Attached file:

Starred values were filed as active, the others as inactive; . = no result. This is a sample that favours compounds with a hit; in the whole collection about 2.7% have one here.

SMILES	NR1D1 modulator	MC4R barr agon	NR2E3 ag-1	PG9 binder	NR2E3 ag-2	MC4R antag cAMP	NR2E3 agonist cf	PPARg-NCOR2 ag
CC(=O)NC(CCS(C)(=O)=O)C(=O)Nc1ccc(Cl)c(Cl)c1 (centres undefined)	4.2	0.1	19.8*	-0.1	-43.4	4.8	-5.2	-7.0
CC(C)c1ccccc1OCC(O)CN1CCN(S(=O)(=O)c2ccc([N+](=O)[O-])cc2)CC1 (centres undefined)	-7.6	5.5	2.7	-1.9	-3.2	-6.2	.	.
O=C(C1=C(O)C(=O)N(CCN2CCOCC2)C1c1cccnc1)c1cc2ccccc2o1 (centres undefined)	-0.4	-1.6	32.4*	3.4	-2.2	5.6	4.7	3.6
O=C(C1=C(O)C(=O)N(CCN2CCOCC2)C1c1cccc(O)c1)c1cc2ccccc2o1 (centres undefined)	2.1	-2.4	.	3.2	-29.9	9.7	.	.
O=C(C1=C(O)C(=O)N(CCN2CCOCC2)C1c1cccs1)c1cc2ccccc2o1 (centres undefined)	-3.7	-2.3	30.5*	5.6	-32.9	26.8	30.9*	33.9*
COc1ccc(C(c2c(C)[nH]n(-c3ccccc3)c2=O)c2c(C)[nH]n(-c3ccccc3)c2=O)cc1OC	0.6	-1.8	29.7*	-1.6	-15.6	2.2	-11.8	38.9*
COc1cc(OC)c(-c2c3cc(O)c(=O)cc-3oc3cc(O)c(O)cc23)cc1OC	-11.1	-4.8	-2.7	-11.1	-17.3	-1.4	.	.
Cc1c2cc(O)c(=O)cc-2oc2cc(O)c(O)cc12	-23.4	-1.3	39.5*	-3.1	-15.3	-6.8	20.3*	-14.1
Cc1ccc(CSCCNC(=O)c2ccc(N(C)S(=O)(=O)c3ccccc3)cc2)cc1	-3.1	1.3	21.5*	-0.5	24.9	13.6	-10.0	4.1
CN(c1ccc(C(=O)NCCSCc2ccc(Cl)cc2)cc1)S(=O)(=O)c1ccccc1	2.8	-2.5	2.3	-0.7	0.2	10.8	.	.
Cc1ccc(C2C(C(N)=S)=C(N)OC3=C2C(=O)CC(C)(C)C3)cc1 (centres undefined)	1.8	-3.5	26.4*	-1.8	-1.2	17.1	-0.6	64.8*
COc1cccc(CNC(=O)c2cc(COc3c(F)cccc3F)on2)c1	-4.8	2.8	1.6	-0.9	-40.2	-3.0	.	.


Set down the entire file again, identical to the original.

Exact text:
Starred values were filed as active, the others as inactive; . = no result. This is a sample that favours compounds with a hit; in the whole collection about 2.7% have one here.

SMILES	NR1D1 modulator	MC4R barr agon	NR2E3 ag-1	PG9 binder	NR2E3 ag-2	MC4R antag cAMP	NR2E3 agonist cf	PPARg-NCOR2 ag
CC(=O)NC(CCS(C)(=O)=O)C(=O)Nc1ccc(Cl)c(Cl)c1 (centres undefined)	4.2	0.1	19.8*	-0.1	-43.4	4.8	-5.2	-7.0
CC(C)c1ccccc1OCC(O)CN1CCN(S(=O)(=O)c2ccc([N+](=O)[O-])cc2)CC1 (centres undefined)	-7.6	5.5	2.7	-1.9	-3.2	-6.2	.	.
O=C(C1=C(O)C(=O)N(CCN2CCOCC2)C1c1cccnc1)c1cc2ccccc2o1 (centres undefined)	-0.4	-1.6	32.4*	3.4	-2.2	5.6	4.7	3.6
O=C(C1=C(O)C(=O)N(CCN2CCOCC2)C1c1cccc(O)c1)c1cc2ccccc2o1 (centres undefined)	2.1	-2.4	.	3.2	-29.9	9.7	.	.
O=C(C1=C(O)C(=O)N(CCN2CCOCC2)C1c1cccs1)c1cc2ccccc2o1 (centres undefined)	-3.7	-2.3	30.5*	5.6	-32.9	26.8	30.9*	33.9*
COc1ccc(C(c2c(C)[nH]n(-c3ccccc3)c2=O)c2c(C)[nH]n(-c3ccccc3)c2=O)cc1OC	0.6	-1.8	29.7*	-1.6	-15.6	2.2	-11.8	38.9*
COc1cc(OC)c(-c2c3cc(O)c(=O)cc-3oc3cc(O)c(O)cc23)cc1OC	-11.1	-4.8	-2.7	-11.1	-17.3	-1.4	.	.
Cc1c2cc(O)c(=O)cc-2oc2cc(O)c(O)cc12	-23.4	-1.3	39.5*	-3.1	-15.3	-6.8	20.3*	-14.1
Cc1ccc(CSCCNC(=O)c2ccc(N(C)S(=O)(=O)c3ccccc3)cc2)cc1	-3.1	1.3	21.5*	-0.5	24.9	13.6	-10.0	4.1
CN(c1ccc(C(=O)NCCSCc2ccc(Cl)cc2)cc1)S(=O)(=O)c1ccccc1	2.8	-2.5	2.3	-0.7	0.2	10.8	.	.
Cc1ccc(C2C(C(N)=S)=C(N)OC3=C2C(=O)CC(C)(C)C3)cc1 (centres undefined)	1.8	-3.5	26.4*	-1.8	-1.2	17.1	-0.6	64.8*
COc1cccc(CNC(=O)c2cc(COc3c(F)cccc3F)on2)c1	-4.8	2.8	1.6	-0.9	-40.2	-3.0	.	.